And judging by the very clever new Minerals Council ad I saw on Masterchef last night, clearly the “process of negotiation” with the miners hasn’t progressed much.
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In the current mineral-fuelled political debate, there is a certain irony that a Government known for its steely discipline and strict issues management could get its key lines so confused.
On Thursday evening, it finally delivered up a universal Paid Parental Leave scheme. After an extended labour, it was a big moment for a Government that has acquired a reputation for being all bump and no baby.
Plus, it was that rarest of political events, an election promise not only met but acclaimed across the community. Employer organisations more often aligned with the Coalition, welcomed the scheme’s successful passage - albeit with a few minor qualifications.
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Every now and again Newspoll, like any other, throws up an anomalous result, which evens out in the next survey. But even if today’s numbers are just half right Kevin Rudd must have a very bad case of indigestion from that hotdog he scoffed at the Labour Day march in Brisbane yesterday.
The news for the PM is very bad. As Dennis Shanahan writes: “The Prime Minister’s personal satisfaction rating has dropped the most in the shortest time in the 20-year history of Newspoll ... the two-party preferred support for Labor has dropped to 49 per cent while the Coalition’s has risen from 46 per cent 51 per cent.”
Small Business Minister Craig Emerson was putting a brave face on things this morning, saying the results were thanks to the Government’s recent “tough decisions” such as the massive tax hike on cigarettes.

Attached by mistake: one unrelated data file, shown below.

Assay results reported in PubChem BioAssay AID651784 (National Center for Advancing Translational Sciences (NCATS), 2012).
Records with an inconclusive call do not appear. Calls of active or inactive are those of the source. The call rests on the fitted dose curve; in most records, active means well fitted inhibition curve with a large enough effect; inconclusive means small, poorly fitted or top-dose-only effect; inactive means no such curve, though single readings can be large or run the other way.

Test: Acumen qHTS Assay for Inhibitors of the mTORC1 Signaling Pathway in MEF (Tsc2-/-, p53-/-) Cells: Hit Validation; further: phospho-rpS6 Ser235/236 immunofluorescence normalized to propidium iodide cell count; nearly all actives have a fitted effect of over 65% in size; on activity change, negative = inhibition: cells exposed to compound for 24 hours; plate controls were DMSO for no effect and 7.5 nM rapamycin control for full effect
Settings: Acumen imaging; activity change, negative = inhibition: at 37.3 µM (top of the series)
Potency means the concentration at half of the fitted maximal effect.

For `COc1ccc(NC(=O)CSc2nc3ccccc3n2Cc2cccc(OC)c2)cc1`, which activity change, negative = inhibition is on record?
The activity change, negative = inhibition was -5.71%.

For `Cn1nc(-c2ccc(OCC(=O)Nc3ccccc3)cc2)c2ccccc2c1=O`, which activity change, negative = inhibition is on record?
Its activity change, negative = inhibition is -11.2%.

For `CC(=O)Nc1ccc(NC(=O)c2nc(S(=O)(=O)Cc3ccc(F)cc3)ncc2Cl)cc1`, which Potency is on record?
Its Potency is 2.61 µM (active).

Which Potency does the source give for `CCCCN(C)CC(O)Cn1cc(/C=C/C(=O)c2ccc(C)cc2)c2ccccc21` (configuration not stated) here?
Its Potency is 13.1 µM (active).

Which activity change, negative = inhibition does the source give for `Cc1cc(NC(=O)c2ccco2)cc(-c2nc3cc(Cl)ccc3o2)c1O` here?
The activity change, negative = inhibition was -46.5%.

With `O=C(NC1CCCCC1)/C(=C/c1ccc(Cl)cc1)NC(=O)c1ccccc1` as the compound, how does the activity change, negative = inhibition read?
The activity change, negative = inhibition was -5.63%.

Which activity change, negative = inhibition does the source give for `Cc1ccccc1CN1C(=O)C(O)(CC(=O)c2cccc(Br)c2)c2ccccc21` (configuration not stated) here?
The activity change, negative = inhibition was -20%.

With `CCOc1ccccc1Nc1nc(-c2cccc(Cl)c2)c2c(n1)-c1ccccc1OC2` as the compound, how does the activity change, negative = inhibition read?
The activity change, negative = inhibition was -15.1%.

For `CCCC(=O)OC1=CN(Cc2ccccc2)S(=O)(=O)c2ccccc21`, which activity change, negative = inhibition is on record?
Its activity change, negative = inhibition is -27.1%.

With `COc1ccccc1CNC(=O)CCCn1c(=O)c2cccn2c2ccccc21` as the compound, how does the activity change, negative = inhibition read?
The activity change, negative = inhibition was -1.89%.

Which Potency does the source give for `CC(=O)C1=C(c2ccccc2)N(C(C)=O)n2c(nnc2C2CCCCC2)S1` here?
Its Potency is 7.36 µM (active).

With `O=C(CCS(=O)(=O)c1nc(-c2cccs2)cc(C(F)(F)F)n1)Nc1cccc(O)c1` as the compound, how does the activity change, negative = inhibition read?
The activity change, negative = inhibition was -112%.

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I am wiping the egg off my face this morning. Last week I happily wrote off Newspoll’s recent findings of a drop in support for Rudd as a blip and then along comes this week’s Essential Report showing there is, indeed, something going on.
The fall we have picked up may not be as spectacular as Newspoll’s but we are beginning to see movement away from Labor, especially among older Australians.
A four-point fall in two party preferred vote is beyond margin for error and could mean one of three things: (i) Newspoll was right all along (albeit a little over-cooked); (ii) Newspoll was wrong but the world has caught up with their error; or (iii) we have a blip to match Newspoll’s.
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Seventy-two channels, and still nothing on, wise-cracked the US entertainer, Bob Hope back in the 1970s.
Decades later, in this era of multi-media platforms, some people might lament that Hope didn’t know the half of it. The big challenge now, with all the information coming in, is to grade it - to pick the significant, from the loud but unimportant.
In politics, this challenge has always been there but having more information on what voters think may have made the job harder, not easier. Scandals are dissected, polls and focus group research consumed and interpreted, trends identified, and conclusions reached.
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Let’s accept the Federal Opposition’s interpretation of this week’s polling figures at face value; as a consequence of his “softness” on the issue of the alleged armada of boats laden with asylum-seekers arriving on our watery doorstep day by day, Prime Minister Kevin Rudd and his government are falling rapidly out of favour with the Australian public.
And for the sake of the argument, let’s also accept the statistical and methodological reliability – which we can do with considerable confidence – of The Australian newspaper’s latest set of Newspoll numbers.
So, accepting all of that, what does it all add up to? And what does it say about our collective set of national values?